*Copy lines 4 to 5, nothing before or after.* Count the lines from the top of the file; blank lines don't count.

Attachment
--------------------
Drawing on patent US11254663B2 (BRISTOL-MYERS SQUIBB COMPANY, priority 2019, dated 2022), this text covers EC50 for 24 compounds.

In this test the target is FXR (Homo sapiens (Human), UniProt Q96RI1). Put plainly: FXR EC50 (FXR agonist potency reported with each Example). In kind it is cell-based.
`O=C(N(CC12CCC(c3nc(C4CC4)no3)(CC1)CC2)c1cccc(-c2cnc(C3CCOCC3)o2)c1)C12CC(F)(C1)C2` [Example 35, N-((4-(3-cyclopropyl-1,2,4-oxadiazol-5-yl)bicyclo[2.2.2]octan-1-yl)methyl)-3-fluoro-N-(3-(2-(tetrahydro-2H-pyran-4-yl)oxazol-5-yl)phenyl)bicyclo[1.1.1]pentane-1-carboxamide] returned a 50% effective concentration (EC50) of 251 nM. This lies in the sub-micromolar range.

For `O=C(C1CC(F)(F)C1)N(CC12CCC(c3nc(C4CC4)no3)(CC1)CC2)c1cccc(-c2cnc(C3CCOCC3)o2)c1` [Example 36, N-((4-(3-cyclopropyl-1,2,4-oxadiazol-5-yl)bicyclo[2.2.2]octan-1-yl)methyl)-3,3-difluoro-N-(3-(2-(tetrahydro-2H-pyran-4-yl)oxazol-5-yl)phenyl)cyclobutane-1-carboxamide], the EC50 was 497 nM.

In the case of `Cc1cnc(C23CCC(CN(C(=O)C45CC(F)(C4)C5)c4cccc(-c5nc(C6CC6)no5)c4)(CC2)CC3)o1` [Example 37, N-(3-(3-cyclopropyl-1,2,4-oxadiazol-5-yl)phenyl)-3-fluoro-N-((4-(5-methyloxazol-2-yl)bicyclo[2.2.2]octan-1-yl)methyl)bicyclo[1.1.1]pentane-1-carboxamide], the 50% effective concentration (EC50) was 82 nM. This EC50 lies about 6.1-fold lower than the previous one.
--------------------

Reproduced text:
For `O=C(C1CC(F)(F)C1)N(CC12CCC(c3nc(C4CC4)no3)(CC1)CC2)c1cccc(-c2cnc(C3CCOCC3)o2)c1` [Example 36, N-((4-(3-cyclopropyl-1,2,4-oxadiazol-5-yl)bicyclo[2.2.2]octan-1-yl)methyl)-3,3-difluoro-N-(3-(2-(tetrahydro-2H-pyran-4-yl)oxazol-5-yl)phenyl)cyclobutane-1-carboxamide], the EC50 was 497 nM.

In the case of `Cc1cnc(C23CCC(CN(C(=O)C45CC(F)(C4)C5)c4cccc(-c5nc(C6CC6)no5)c4)(CC2)CC3)o1` [Example 37, N-(3-(3-cyclopropyl-1,2,4-oxadiazol-5-yl)phenyl)-3-fluoro-N-((4-(5-methyloxazol-2-yl)bicyclo[2.2.2]octan-1-yl)methyl)bicyclo[1.1.1]pentane-1-carboxamide], the 50% effective concentration (EC50) was 82 nM. This EC50 lies about 6.1-fold lower than the previous one.